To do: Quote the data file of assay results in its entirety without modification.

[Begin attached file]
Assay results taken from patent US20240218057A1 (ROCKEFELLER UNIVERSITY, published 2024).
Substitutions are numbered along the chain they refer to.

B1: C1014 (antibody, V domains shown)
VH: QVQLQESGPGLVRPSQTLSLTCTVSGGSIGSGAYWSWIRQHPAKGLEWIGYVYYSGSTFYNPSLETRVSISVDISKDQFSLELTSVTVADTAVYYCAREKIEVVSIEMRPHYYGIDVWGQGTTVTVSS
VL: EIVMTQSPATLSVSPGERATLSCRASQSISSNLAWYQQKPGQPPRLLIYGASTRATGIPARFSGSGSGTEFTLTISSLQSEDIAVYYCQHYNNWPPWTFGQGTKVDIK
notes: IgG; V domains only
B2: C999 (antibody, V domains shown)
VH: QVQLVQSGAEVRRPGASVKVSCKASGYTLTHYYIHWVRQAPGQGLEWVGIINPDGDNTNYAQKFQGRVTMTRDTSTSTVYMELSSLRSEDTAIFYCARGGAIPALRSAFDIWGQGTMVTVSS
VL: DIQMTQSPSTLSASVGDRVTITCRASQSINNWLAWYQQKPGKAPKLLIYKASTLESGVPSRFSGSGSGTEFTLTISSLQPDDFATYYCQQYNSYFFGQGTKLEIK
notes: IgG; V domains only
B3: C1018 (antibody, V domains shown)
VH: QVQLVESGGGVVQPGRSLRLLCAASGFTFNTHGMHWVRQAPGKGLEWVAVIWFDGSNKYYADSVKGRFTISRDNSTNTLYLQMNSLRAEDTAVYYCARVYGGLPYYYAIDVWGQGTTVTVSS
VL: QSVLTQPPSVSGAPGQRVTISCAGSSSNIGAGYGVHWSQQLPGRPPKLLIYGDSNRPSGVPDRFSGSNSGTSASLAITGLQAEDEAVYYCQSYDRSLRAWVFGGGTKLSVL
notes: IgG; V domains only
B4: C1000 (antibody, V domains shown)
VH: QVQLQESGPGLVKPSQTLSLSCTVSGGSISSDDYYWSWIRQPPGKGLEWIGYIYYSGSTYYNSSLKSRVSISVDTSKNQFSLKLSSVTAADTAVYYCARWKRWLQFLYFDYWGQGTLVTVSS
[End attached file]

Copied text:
Assay results taken from patent US20240218057A1 (ROCKEFELLER UNIVERSITY, published 2024).
Substitutions are numbered along the chain they refer to.

B1: C1014 (antibody, V domains shown)
VH: QVQLQESGPGLVRPSQTLSLTCTVSGGSIGSGAYWSWIRQHPAKGLEWIGYVYYSGSTFYNPSLETRVSISVDISKDQFSLELTSVTVADTAVYYCAREKIEVVSIEMRPHYYGIDVWGQGTTVTVSS
VL: EIVMTQSPATLSVSPGERATLSCRASQSISSNLAWYQQKPGQPPRLLIYGASTRATGIPARFSGSGSGTEFTLTISSLQSEDIAVYYCQHYNNWPPWTFGQGTKVDIK
notes: IgG; V domains only
B2: C999 (antibody, V domains shown)
VH: QVQLVQSGAEVRRPGASVKVSCKASGYTLTHYYIHWVRQAPGQGLEWVGIINPDGDNTNYAQKFQGRVTMTRDTSTSTVYMELSSLRSEDTAIFYCARGGAIPALRSAFDIWGQGTMVTVSS
VL: DIQMTQSPSTLSASVGDRVTITCRASQSINNWLAWYQQKPGKAPKLLIYKASTLESGVPSRFSGSGSGTEFTLTISSLQPDDFATYYCQQYNSYFFGQGTKLEIK
notes: IgG; V domains only
B3: C1018 (antibody, V domains shown)
VH: QVQLVESGGGVVQPGRSLRLLCAASGFTFNTHGMHWVRQAPGKGLEWVAVIWFDGSNKYYADSVKGRFTISRDNSTNTLYLQMNSLRAEDTAVYYCARVYGGLPYYYAIDVWGQGTTVTVSS
VL: QSVLTQPPSVSGAPGQRVTISCAGSSSNIGAGYGVHWSQQLPGRPPKLLIYGDSNRPSGVPDRFSGSNSGTSASLAITGLQAEDEAVYYCQSYDRSLRAWVFGGGTKLSVL
notes: IgG; V domains only
B4: C1000 (antibody, V domains shown)
VH: QVQLQESGPGLVKPSQTLSLSCTVSGGSISSDDYYWSWIRQPPGKGLEWIGYIYYSGSTYYNSSLKSRVSISVDTSKNQFSLKLSSVTAADTAVYYCARWKRWLQFLYFDYWGQGTLVTVSS